Navigating The Pre-interview Dinner

It depends on the program, but more likely than not you will be invited to attend the pre-interview dinner.  University programs tend to offer pre-interview invitations more often.  David and I went on more than 20 each.  Our cholesterol suffered but we also saw these dinner opportunities to make solid first impressions and connect with people socially.

One thing to keep in mind:
I know a number of programs look VERY FAVORABLY on applicants who go to the pre-interview dinner, even though they say it’s optionalDo not blow off the dinner just because you don’t want to spend the time or effort.  I know it’s unfair given constraints on flights and schedules, but it’s the world we live in.

The bottom line of pre-interview dinners is this.

  • Being very personable and friendly at the pre-interview dinner may help you have better interviews the next day, particularly if you meet residents the night before who will then interview you
  • Speaking with the current co-residents gives you inside details about the program which you can bring in to your conversation with interviewers the next day
  • A poor performance where you are rude or make an offensive statement will absolutely hurt your chances of being ranked highly at the program

We are going to provide you some key tips to help you make the best possible impression possible.  Most importantly, we are going to warn you about avoiding landmines that happen every year.

We do have a disclaimer.  How comfortable are you with English?  How comfortable are you in regards to social interactions?  If you have serious concerns about your English or really struggle with social interactions, then the pre-interview dinner may be more detrimental than helpful.  However, we believe that anyone can leave a good impression and avoid common mistakes by following these rules.

Rule # 1:  Know that the pre-interview dinner is evaluative

Programs may say pre-interview dinners are relaxed and non-evaluative but that is simply not true.  You will be assessed by individuals associated with the program such as the current residents (including chief residents) based on your behavior and interactions at the pre-interview dinner.  We are not telling you to be very uptight and nervous…that will be the interview day.  You shouldn’t go into the dinner with your hair down thinking everyone is your best friend.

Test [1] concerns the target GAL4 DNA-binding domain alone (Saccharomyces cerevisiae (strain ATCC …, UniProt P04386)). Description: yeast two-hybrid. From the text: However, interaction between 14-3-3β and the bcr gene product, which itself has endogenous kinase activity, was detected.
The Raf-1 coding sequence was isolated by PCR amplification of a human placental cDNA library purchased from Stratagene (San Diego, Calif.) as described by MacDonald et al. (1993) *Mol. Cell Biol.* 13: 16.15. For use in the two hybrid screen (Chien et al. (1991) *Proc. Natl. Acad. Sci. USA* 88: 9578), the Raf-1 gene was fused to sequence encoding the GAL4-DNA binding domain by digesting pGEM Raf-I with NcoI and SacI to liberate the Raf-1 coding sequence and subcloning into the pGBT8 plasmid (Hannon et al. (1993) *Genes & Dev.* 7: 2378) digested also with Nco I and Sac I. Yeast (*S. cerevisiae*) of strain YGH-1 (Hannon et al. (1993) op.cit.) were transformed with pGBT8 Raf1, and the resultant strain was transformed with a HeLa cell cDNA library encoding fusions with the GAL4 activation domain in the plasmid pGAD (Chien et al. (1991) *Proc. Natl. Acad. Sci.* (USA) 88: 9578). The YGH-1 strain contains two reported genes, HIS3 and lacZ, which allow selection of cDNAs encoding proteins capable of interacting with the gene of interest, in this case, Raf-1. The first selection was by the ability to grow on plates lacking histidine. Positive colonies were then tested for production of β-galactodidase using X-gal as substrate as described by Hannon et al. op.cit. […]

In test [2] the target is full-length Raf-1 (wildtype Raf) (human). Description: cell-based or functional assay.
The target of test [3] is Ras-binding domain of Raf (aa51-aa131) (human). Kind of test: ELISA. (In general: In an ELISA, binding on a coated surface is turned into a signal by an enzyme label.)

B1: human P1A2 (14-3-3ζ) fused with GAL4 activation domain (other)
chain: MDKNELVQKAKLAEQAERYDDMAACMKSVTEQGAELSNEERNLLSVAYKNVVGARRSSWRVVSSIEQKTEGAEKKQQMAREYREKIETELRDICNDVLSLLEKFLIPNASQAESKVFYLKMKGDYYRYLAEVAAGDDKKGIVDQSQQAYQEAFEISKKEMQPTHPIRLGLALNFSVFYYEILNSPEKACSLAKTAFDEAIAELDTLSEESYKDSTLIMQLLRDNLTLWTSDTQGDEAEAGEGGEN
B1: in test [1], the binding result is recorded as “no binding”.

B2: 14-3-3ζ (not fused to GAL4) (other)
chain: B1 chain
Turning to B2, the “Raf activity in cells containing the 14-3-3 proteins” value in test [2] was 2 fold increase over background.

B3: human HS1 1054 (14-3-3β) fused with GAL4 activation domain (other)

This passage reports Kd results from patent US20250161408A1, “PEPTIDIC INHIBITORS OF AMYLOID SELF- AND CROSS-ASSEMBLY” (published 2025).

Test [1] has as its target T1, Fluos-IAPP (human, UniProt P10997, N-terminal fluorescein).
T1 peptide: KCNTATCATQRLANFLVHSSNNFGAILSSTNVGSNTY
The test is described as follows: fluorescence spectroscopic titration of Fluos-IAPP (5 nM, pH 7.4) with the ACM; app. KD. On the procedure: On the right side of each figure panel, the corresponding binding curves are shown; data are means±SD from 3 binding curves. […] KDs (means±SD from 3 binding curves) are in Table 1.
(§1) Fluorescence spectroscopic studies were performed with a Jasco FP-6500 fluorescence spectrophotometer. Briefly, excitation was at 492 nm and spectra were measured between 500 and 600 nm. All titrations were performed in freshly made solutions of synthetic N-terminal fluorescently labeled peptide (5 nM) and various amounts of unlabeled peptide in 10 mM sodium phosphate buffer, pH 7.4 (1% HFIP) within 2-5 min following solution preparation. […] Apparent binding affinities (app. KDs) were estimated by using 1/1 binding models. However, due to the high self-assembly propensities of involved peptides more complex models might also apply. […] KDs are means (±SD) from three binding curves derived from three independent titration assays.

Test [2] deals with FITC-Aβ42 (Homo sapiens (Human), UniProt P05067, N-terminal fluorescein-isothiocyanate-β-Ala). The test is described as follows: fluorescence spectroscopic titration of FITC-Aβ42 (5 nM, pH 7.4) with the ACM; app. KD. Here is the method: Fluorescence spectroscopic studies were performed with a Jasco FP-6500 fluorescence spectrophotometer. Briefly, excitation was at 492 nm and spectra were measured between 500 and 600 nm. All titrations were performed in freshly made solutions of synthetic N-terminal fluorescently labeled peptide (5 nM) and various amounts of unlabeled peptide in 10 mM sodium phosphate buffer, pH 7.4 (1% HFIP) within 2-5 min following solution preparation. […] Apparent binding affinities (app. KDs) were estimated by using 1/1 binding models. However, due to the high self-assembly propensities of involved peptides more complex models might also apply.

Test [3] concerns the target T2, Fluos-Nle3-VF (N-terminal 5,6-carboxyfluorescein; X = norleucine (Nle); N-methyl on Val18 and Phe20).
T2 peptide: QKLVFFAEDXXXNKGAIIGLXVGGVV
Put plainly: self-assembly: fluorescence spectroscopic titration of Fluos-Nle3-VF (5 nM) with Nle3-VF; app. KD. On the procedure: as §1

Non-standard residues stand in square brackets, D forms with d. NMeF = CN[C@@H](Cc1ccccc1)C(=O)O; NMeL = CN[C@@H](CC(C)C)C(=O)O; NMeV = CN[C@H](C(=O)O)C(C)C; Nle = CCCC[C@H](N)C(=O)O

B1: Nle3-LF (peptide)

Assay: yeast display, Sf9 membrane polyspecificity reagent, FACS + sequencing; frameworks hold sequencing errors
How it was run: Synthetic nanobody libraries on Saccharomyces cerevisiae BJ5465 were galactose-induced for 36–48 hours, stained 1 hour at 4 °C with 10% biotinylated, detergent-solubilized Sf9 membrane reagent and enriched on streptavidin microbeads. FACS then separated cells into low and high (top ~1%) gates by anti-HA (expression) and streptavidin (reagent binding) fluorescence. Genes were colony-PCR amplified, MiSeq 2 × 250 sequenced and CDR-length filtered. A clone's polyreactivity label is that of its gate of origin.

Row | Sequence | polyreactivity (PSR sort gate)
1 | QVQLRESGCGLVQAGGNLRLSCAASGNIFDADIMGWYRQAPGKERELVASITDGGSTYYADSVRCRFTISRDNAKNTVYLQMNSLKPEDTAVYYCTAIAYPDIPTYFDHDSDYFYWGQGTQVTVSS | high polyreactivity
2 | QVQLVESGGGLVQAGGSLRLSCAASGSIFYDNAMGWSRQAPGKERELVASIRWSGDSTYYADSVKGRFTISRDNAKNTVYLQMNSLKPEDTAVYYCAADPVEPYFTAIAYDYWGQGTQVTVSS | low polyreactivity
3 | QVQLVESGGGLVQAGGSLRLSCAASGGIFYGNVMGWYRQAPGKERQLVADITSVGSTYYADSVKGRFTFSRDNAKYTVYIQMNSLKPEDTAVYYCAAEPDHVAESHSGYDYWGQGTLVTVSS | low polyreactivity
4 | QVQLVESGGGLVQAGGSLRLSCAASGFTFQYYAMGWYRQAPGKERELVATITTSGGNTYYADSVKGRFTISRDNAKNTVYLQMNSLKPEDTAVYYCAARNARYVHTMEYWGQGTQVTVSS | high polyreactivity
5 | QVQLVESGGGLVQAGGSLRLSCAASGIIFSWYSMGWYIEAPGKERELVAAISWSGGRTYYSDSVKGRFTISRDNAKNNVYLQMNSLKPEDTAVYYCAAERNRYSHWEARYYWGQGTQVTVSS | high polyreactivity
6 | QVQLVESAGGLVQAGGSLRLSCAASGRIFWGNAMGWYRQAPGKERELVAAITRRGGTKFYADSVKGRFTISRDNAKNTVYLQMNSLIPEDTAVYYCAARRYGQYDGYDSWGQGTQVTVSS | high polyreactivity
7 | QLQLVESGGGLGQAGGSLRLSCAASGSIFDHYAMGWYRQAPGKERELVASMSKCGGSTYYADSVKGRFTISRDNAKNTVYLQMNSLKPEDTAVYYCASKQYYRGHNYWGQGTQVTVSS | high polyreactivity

Rule # 2: Arrive exactly 5 minutes late

David and I went to enough of these dinners to know what time is the best time to show up.  We have come 5 minutes early and usually the restaurant is empty and you will be sitting by yourself.  The residents filter in but usually 1 or 2 will arrive on time.  By being 5 minutes late, you can look at the room in front of you and pick your seat.  This gives you some control over who you are going to be talking to.  If you are too late, then this reflects poorly on you.  Of course, you can always make a reasonable excuse.  But, you run the risk of then not getting to pick your seat.

Rule # 3:  Be prepared for basic small talk questions.

This not going to be interview intensity, so you just have to answer politely with some emotion and excitement in your voice.  The questions are pretty basic.

Tell me where are you from
Do you have any siblings?
What did you study in college?
How do you like this city/location?

It’s always easy to repeat back the same question in order to give them an opportunity to talk about themselves.

Rule # 4:  Have a few questions to ask.

In this setting, you’ll have an opportunity to ask residents in a more informal way what they think about their program.   We think it’s important to gather this information as you may not get the chance to ask these questions in the formal interview day.  Questions that David and I asked at our pre-interview dinners, but NOT during our faculty interviews include: